From writer John D’Arco, and director Kyle Newman (Fanboys), comes Barely Lethal; a coming-of-age high-school rom-com that’s essentially Mean Girls meets Dark Angel, Agent Cody Banks meets 10 Things I Hate About You, or Spy Kids meets any other generic high-school movie, but the surprising this is, even for those who don’t fit the high-school senior demographic, Barely Lethal is actually kind of fun.
Sure the plot, which sees Hailee Steinfeld’s Agent 83 run away from her home; an orphanage/top-secret facility where young girls with no attachments are trained to become ruthless assassins from toddlers; and attempt to live a normal life under an assumed identity (including settling down, moving in with a normal family, and even attending high-school), is clichéd, predictable, and even a little dull (the paint-by-numbers script doesn’t help in that regard), but it’s given enough sass to work by the performance of its leading lady.
While she may not get to show off her acting chops like she did with True Grit, Hailee looks to be having a ball playing the secret agent turned awkward everyday teen who simply can’t fit in at a regular school, and gets all her ‘research’ from watching the expected high-school movies (10 Things, etc.). She’s always been interesting to watch, and despite the generic taste of the material here she imbibes Agent 83 with an innocent sense of longing and bewilderment which keeps her watchable (even if she’s far from convincing as the all-action heroine).
Hailee’s school-kid co-stars fare less well however; Thomas Mann (Project X) is acceptable as the geeky guy we all know she should be falling for instead of the guitar player, but never anything better than the norm; Dove Cameron plays the foster-sister role like she’s been lifted straight from the Disney Channel (hardly surprising given her Liv and Maddie beginnings); and even the fairly talented Gabriel Basso (who’s shown promise with work on The Big C) has his talents squandered by a poor script which has him playing nothing more than a hollering jock.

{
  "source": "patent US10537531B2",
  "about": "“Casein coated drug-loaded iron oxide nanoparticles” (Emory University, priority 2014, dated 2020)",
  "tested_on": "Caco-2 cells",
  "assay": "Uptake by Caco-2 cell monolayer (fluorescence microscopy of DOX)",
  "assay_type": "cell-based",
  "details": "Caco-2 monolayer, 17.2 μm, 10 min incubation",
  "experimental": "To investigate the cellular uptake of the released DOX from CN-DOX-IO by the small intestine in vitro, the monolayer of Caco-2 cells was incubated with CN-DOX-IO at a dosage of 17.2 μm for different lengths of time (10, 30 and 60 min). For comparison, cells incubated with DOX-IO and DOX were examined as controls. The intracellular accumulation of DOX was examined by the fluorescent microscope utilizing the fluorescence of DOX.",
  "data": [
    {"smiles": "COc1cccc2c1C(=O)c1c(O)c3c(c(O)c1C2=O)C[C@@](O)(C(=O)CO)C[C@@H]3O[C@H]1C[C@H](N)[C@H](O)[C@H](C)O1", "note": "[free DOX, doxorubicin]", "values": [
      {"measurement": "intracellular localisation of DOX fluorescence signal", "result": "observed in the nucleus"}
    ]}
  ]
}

Bigger names do provide a boost to the cast; Samuel L. Jackson gives an above average showing for this type of movie (though don’t expect to be falling over yourselves laughing here as his mentor role is nowhere near as amusing as his villainous turn in Kingsman); and Jessica Alba looks she’s having more fun than she has done in a long time (certainly more than with Stretch, and possibly even Sin City 2) playing the all-action bad-girl; but sadly Sophie Turner lets the side down in a big way. Her accent slips, her character’s a chore to watch (a paper-thin jealous type whose sole ambition in life is to take what Agent 83 has), and a fairly wooden and whiney performance reminds you too much of Sansa Stark (her character in Game of Thrones), but lacking any of the depth both her character and portrayal provide on HBO.
Still, despite it’s flaws; average at best acting, a passable (though far from outstanding) paint-by-numbers script, iffy direction, and badly handled action; there is fun to be had with Barely Lethal. It’s always fun watching someone out of their element, so Agent 83’s attempts at fitting in prove amusing (especially the way she relies on classic movie tropes to get her through – something which at least provides a degree of self-awareness), the well-known cast members prove to be a hoot to watch, there are a couple of rather funny one-liners Steve-O (yes, he from Jackass) delivers a brilliant cameo, and the soundtrack (including an original opening song) is pretty cool.
It’s an odd choice, to basically do Kingsman backwards (surely normal person to super-secret agent is the more fun way round?), but one which almost works here. It’s bound to appeal to the teen-girl market (who’ll love how awkward and funny Agent 83 is), but sadly won’t stretch too far outside this key age-bracket, as by including so many genres/tropes from different genres (action, spy thriller, revenge movie, high-school film, coming-of-age movie, teen romance) Barely Lethal comes to screens with a lack of identity which will sadly keep it from being judged as anything too far above simply watchable. Even if the cast are fun.
Watch the trailer and, if it looks like you’ll enjoy it, go for the safer VoD option, or better yet wait for it to hit your local DVD bargain bin.
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